Giving in-house brands it never should have created prime selling locations in stores — an unfair edge over competing private brands — is another way that the Pennsylvania Liquor Control Board abuses its monopoly on wine and liquor sales.
Documents obtained by the Trib via a state Right to Know Law request show the LCB's flagship in-house wine brand, TableLeaf, almost always gets the best sales positions on state-store floors and shelves. In 13 of TableLeaf's first 20 months on the market, it enjoyed one of the top five store spots for sales 17 times — more than any other brand.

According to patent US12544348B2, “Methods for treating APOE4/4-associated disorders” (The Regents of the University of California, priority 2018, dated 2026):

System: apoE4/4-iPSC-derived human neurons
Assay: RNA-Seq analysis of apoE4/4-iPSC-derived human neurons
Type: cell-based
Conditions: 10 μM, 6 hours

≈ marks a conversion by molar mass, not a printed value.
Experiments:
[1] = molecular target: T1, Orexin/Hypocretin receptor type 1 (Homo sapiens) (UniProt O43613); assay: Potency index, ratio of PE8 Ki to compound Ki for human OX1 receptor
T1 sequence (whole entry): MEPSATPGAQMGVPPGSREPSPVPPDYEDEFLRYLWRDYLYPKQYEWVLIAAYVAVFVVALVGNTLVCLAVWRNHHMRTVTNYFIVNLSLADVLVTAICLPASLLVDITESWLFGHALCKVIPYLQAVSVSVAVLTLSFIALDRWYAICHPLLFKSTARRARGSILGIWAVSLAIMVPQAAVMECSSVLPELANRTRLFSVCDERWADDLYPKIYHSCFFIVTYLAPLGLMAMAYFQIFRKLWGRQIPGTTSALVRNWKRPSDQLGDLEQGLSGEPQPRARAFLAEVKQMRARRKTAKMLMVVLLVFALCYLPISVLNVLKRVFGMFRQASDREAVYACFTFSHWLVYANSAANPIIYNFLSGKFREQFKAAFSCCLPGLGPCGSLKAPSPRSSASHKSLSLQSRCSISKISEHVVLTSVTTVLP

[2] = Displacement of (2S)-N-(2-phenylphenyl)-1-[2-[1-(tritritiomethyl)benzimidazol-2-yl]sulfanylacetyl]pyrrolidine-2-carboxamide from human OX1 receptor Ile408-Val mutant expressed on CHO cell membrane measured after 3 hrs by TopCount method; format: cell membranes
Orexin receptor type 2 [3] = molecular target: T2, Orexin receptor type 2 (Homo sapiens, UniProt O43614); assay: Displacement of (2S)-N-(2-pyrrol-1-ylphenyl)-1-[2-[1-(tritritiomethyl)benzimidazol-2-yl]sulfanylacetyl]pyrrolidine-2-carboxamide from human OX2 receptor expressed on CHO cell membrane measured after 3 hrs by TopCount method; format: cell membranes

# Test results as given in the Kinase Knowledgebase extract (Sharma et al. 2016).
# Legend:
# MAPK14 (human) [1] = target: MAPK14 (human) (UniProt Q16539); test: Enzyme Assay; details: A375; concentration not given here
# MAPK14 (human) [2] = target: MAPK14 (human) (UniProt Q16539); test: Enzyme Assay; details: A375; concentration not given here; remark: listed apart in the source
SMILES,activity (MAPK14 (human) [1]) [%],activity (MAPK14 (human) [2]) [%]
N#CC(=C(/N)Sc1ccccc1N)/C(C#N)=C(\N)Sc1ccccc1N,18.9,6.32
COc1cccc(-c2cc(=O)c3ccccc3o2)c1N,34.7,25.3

And two other in-house brands, Dialed In and LA MERIKA, got top placements for seven months during their first year.
Marketing experts highly prize such positioning, with placement at eye level — where consumers are more likely to notice — particularly important when building a brand. Yet the fact that even this outrageously favorable treatment hasn't necessarily made the in-house brands top sellers does not mitigate how misguided these LCB ventures are.
The LCB makes no more profit on in-house brands than it does on others, so there's no valid financial rationale for this putrid self-dealing. The Commonwealth Foundation's Jay Ostrich puts it well: “Competing for shelf space with government is certainly not what free enterprise is all about.”
And that's one more reason why privatization must end the LCB monopoly.
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